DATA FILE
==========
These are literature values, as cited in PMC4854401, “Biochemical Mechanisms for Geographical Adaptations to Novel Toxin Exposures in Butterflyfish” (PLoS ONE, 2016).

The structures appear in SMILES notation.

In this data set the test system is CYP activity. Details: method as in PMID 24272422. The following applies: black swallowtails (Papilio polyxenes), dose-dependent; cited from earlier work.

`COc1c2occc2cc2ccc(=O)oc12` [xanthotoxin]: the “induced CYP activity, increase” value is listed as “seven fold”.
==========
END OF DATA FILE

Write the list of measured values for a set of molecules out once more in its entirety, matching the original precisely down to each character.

These are literature values, as cited in PMC4854401, “Biochemical Mechanisms for Geographical Adaptations to Novel Toxin Exposures in Butterflyfish” (PLoS ONE, 2016).

The structures appear in SMILES notation.

In this data set the test system is CYP activity. Details: method as in PMID 24272422. The following applies: black swallowtails (Papilio polyxenes), dose-dependent; cited from earlier work.

`COc1c2occc2cc2ccc(=O)oc12` [xanthotoxin]: the “induced CYP activity, increase” value is listed as “seven fold”.